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Talking aggregate with Eric Mears - AZ Mining Review #45

America’s infrastructure is built of sand, gravel, and crushed rock; collectively referred to as aggregate. And that is the topic of our 45th episode of the Arizona Mining Review - an interview with Eric Mears on gravel production and consumption in the Phoenix Metro area.

Aggregate is a primary ingredient in manufacturing concrete used to construct roads, bridges, airports, utilities, buildings, homes, and all other types of infrastructure. According to the US Geological Survey’s 2018 Mineral Commodity report (1), aggregate production in the U.S. topped $23 billion in 2017, falling just south of the $26.3 billion for all U.S. metal mine production.

One sunny morning in the final week of April 2018, Eric Mears, Vice President at Haley & Aldrich, Inc., joined our video team on a river terrace overlooking the Agua Fria River in Surprise, Arizona, to talk aggregate. Eric has nearly 30 years of experience in environmental and water resources services for the industrial mining industry.

Arizona Mining Review #45: Aggregate - the building blocks of Arizona 

River systems naturally concentrate aggregate, filtering and washing sand and gravel particles before depositing them on the channel floor or across adjacent floodplains.

The Phoenix metro area, with 4.7 million people, has a prodigious appetite for sand and gravel. Rule of thumb: aggregate consumption in the U.S. is approximately 10 metric tons per individual per year (2). In Phoenix, that appetite is satisfied by harvesting sand and gravel from stream beds of the Agua Fria River, New River, Salt River, Gila River and the Hassayampa River.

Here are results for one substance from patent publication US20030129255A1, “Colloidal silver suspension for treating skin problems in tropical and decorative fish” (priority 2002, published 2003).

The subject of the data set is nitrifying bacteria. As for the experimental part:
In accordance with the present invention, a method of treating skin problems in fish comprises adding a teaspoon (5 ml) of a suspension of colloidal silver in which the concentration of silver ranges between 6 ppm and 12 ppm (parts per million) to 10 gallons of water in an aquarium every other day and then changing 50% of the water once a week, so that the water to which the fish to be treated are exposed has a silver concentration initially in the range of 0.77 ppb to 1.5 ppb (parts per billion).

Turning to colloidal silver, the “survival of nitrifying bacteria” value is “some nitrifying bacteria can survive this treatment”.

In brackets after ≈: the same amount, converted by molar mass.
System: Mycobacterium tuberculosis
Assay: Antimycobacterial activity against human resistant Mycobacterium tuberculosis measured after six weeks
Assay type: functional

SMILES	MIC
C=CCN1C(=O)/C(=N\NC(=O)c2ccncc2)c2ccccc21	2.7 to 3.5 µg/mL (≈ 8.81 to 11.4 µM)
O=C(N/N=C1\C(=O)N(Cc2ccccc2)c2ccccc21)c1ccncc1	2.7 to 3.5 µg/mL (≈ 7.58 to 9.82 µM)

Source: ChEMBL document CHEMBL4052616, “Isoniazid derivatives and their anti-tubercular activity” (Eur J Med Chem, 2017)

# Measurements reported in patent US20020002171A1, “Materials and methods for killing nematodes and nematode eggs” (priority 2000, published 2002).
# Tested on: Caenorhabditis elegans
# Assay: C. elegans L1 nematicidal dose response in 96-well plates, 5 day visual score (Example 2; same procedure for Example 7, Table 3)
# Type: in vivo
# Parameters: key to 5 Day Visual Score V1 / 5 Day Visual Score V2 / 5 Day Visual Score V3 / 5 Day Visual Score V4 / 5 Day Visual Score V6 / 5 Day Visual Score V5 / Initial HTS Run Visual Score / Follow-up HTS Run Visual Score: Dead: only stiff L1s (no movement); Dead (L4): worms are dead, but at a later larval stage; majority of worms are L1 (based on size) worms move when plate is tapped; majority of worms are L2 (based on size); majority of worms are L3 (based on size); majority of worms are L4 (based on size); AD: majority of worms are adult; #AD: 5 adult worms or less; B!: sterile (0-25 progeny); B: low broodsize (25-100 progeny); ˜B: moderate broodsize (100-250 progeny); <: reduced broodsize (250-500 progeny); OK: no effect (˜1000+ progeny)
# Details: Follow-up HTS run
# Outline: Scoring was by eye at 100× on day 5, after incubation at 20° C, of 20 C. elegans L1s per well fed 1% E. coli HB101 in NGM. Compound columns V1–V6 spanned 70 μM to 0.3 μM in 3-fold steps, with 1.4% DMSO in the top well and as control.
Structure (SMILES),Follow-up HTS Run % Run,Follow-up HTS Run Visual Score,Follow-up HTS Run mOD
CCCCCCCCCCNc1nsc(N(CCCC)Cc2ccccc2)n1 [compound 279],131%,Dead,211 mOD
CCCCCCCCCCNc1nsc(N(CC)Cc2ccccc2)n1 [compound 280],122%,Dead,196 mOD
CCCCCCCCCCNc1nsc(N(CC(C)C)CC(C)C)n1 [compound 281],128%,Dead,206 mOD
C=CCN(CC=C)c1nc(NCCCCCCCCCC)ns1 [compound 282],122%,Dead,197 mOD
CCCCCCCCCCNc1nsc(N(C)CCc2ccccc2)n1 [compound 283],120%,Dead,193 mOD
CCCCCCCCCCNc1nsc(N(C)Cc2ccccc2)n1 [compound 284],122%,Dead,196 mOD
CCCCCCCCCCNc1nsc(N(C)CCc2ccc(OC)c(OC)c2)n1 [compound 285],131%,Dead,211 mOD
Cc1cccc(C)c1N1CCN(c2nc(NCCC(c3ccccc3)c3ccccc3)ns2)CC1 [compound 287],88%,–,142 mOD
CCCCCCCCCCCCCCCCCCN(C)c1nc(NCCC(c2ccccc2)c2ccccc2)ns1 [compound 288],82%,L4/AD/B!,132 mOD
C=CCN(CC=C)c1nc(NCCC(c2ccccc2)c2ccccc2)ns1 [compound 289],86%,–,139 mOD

The aggregate resource map for the Phoenix Metro area, 'Geologic Map Database for Aggregate Resource Assessment in the Phoenix Metropolitan Area and Surrounding Regions, Arizona' can be downloaded. It includes a report, map graphic, the GIS database.

Eric and the team at Haley & Aldrich, Inc., advise mining firms in mineral assessment and environmental-friendly strategies for quarrying aggregate. In this 8-minute video, Eric describes the significance, rationale and challenges of mining aggregate from sites juxtapositioned between developing and established communities.   

Last, the annual production value of sand & gravel in Arizona is second only to copper. And Arizona was second only to Nevada in the value of nonfuel mineral production – which includes aggregate -  in the U.S. Arizona trails California, Texas, Minnesota, and Michigan in aggregate production.

Note: Eric has served on the Arizona Geological Survey’s Geologic Mapping Advisory Committee since 2011.

  1. Source US Geological Survey Mineral Commodity Report 2018 (
  2. Source: Rocks and (